I was speaking to myself in my car today.
I usually process in written form, but I was driving and didn’t have my journal handy.
I was thinking about what I have learnt about being sad.
Now that I am 47, I have been reflecting quite a bit on what I have learnt in the journey so far and this question of what I have found about being sad feels important to me. I spent way too long as a girl being sad. I consider it one of my greatest achievements that I am not any where near as sad any more.
Here are the five things about being sad, or more specifically, what helps me not to be.
1. That the things I think I know about other people are so very often not true at all.
The brush off; the short reply; the lack of eye contact; the unanswered text; the forgetting of dates that matter to me; the far too hasty interaction in the street; the tone of a facebook comment; the strained trace of a smile when I try to be witty and light hearted in my repartee…
I used to think I was good at reading people and reading their intent. But I’m not. I’m sometimes emotionally illiterate in the non verbal language of others.
I get it wrong. Getting it wrong has made me sad many times in my life. Now that I have finally- FINALLY understood that my guesses are often the most pessimistic interpretations, I guess less often. I let myself expect the best rather than the worst when I try to imagine how others see or judge me.
It has been a daring step but it has made me happier.
2. Sadness is a feeling that I experience in my body and if I let myself feel it as a physical sensation, I can then watch it pass through and away.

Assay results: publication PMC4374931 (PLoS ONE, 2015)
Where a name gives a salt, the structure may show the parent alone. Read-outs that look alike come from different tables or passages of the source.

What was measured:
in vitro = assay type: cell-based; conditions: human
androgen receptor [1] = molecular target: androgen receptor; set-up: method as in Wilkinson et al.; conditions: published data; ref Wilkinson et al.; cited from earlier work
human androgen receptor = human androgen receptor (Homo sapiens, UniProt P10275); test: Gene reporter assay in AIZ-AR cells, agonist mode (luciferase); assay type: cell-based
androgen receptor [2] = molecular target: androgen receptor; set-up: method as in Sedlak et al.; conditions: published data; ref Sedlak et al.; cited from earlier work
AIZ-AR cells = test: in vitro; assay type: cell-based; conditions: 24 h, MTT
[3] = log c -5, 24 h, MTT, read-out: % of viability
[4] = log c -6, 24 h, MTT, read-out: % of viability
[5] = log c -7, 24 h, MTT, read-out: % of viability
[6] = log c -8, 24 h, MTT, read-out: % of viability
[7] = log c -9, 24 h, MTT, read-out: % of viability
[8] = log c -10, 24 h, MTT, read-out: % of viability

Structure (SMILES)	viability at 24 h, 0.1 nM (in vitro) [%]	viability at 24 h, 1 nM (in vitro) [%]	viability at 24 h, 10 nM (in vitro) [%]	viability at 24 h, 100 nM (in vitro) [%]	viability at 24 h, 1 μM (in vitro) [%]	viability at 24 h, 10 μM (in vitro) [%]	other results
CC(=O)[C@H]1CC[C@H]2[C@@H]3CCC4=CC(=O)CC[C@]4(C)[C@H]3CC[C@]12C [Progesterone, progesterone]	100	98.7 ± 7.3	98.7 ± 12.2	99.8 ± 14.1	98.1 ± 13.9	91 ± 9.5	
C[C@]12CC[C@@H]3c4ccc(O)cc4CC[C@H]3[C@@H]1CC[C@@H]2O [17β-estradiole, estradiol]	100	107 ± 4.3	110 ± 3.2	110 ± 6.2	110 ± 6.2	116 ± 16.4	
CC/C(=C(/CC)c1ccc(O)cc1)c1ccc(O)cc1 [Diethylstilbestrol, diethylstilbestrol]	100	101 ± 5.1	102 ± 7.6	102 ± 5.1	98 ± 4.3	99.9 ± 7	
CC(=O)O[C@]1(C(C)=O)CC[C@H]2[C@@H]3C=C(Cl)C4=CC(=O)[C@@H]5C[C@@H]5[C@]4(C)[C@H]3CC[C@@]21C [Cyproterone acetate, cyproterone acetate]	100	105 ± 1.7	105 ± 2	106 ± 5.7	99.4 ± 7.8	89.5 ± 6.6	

I can wait for the peak of the pain and then I can watch the pain ebb away. Then I can experience the return of the lightness. Just like hitting my thumb with a hammer, or hitting my funny bone, or having one of those calf muscle cramps. It passes and there is very little that I have to do but let it.
If I don’t let myself experience sadness in my body, then I tend to look for it in my mind. Then I create stories and interpretations; conversations and replies. I begin fighting the other person and looking for allies and enemies.
I like to leave it to my body to process as much as I am able to. My body seems to process things more efficiently, without taking hostages.
I tend not to get so scared of emotional pain any more. I don’t fall for the fear in me that says that it will never pass. I tend to look for ways to open up the channels and let it go.